New technique for DNA nanostructures

DNA nanostructures <br>&copy; University of California - Davis <br>

A new method to make very small patterns of DNA molecules on surfaces has been developed by chemists at the University of California, Davis, and Wayne State University, Detroit. The technique could allow faster and more powerful devices for DNA sequencing, biological sensors and disease diagnosis.

The technique, called nanografting, can be used to make patterns of DNA that are up to a thousand times smaller than those in commercially available microarrays, said UC Davis chemist Gang-yu Liu. Liu developed the method with Christine Chow at Wayne State University and UC Davis graduate students Maozi Liu and Nabil Amro.

“We believe these are the smallest nanostructures of DNA yet made,” Liu said. They drew lines as small as 15 nanometers across by 150 nanometers long — equivalent to eight DNA molecules across. The same method can be applied to make structures as small as two by four nanometers, or a few billionths of an inch, in size.

Microarrays — arrangements of small dots of DNA or other molecules on slides or chips — have become a powerful tool in biomedical research. For example, a DNA array can be used to look at thousands of genes in a cell at the same time and see which are switched on or off.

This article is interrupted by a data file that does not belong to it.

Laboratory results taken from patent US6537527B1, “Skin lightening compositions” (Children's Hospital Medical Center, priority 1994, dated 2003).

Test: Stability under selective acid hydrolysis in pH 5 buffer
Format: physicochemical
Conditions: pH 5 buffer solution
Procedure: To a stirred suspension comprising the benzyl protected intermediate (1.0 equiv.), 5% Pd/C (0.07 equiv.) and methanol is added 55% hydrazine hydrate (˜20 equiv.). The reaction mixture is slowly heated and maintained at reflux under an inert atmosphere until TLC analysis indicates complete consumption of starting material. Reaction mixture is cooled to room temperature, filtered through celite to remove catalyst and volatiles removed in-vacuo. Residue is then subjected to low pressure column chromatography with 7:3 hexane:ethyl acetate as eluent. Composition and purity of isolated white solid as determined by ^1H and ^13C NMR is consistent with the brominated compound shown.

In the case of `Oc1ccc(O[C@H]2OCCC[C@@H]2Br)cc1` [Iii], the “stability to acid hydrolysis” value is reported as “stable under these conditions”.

The patterns are made by coating a gold film with long, closely-packed molecules called thiols. The thiols attach to the gold through a sulfur atom at one end and stand upright. The researchers use an atomic force microscope probe — essentially a very fine needle — to scrape away some of the thiols. They add short pieces of DNA, called oligonucleotides, which have thiols attached at one end. The thiols stick the DNA onto the exposed gold head-first, leaving the rest of the DNA standing up above the thiol layer.

The researchers showed that the DNA molecules were accessible and chemically active. The research is published in the August 2002 issue of the journal Nano Letters

Media Contact

Andy Fell EurekAlert!

More Information:

http://www.ucdavis.edu/

All latest news from the category: Life Sciences and Chemistry

Articles and reports from the Life Sciences and chemistry area deal with applied and basic research into modern biology, chemistry and human medicine.

Valuable information can be found on a range of life sciences fields including bacteriology, biochemistry, bionics, bioinformatics, biophysics, biotechnology, genetics, geobotany, human biology, marine biology, microbiology, molecular biology, cellular biology, zoology, bioinorganic chemistry, microchemistry and environmental chemistry.

Back to home

Comments (0)

Write a comment

Newest articles

Scientists identify novel molecular biomarkers in cells

Studying a deadly type of breast cancer called triple negative, Johns Hopkins Medicine scientists say they have identified key molecular differences between cancer cells that cling to an initial tumor…

Getting more out of light

Tiny crystals, known as quantum dots, have enabled an international team to achieve a quantum efficiency exceeding 100 percent in the photocurrent generated in a hybrid inorganic-organic semiconductor. Perovskites are…

Antibiotics from natural substances

A new biosynthesis method has been developed. A research team with members from Goethe University Frankfurt and the University of Michigan in the USA is using bacterial biosynthesis to produce…

Partners & Sponsors